Anyone with experience in municipal government knows that just throwing money at a problem is no guarantee of success. While betting taxpayers' money on buildings and companies, Suwon has also built a web of collaborative relationships among industry, universities and government. The tangible result is a large number of public-private research centers and institutes, including the Gyeonggi Regional Research Center, Content Convergence Software Research Center, Gyeonggi Bio Center, Korea Nano Fab Center, Next Generation Convergence Technology Institute and Green Energy, Auto Parts & Material Research Center. Some are located at local institutions including Sungkyunkwan University and Gyeonggi University. Others are based in yet another development, Kwangkyo Techno Valley, a $450m campus that is home to 145 R&D organizations.
Seven years of nurturing SMEs in specific industries have borne fruit. Two-third of Suwon companies specialize in one of its targeted industries: electronics, medical devices, chemicals and specialty metals. Companies with 50 or fewer employees make up 94% of all employers in the city.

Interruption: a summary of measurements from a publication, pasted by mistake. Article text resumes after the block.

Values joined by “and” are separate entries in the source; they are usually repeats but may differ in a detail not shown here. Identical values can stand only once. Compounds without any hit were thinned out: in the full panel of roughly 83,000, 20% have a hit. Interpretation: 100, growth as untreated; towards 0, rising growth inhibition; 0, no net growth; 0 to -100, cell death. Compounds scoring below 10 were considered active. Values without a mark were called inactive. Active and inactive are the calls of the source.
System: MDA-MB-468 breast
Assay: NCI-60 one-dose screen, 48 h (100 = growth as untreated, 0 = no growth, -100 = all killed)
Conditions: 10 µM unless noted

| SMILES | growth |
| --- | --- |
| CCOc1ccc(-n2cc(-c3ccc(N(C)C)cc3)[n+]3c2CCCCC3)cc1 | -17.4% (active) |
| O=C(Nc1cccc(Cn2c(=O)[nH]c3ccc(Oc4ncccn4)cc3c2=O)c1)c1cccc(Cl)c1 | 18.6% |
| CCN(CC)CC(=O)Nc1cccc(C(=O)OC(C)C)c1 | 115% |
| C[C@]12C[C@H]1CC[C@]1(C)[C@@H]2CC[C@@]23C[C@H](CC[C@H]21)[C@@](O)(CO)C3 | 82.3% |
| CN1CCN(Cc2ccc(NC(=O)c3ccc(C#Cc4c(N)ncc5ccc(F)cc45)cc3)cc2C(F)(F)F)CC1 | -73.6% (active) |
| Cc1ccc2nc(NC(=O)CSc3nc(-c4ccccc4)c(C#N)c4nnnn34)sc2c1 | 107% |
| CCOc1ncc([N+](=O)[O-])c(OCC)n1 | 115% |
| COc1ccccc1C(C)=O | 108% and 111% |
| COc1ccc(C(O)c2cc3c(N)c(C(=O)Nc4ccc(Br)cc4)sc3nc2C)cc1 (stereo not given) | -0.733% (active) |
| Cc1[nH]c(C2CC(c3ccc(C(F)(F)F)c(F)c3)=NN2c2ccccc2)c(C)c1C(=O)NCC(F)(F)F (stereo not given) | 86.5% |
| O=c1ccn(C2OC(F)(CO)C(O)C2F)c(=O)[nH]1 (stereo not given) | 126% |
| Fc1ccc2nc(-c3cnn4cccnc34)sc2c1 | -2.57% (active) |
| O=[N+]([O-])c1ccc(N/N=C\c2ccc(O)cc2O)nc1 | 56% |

Suwon's efforts to develop a 21st Century information infrastructure have been no less bold. In 2005, city government established the Ubiquitous Suwon Master Plan, branded as U-Happy. The goal was to make Suwon's government more transparent, more responsive to citizens and more cost-effective.
The city decided to develop its own governmental network despite South Korea's impressive broadband infrastructure. It was able to trim nearly a quarter-million US dollars from its operating costs by eliminating leased lines, and the use of conduit already installed for the transportation management system kept construction costs to a minimum. Control of its own network allowed Suwon to boost connection speeds from 32 Mbps to a blazing 1 Gbps.
What followed was a massive re-engineering project to consolidate and integrate multiple existing computer systems covering taxation, real estate, public health and safety, transportation management and city administration. Five city agencies collaborated on integration of GIS and aerial imaging data to simplify planning, eliminate hazards and increase efficiency. A unified Web gateway now provides citizens with access to online service requests, reports, payment, news and information. With 10 million unique visits per year, the site handled over 600,000 transactions in 2009 for 93,000 registered users, who can also elect to receive news and access their accounts by mobile phone. A Happy Suwon Broadcasting Station delivers local news over the Web on city government, cultural events, education and entertainment programs. And to ensure that services are available to the offline population, an Interactive Data Digital TV service offers government news, interactive services and information on traffic, health and culture through the familiar interface of the television set.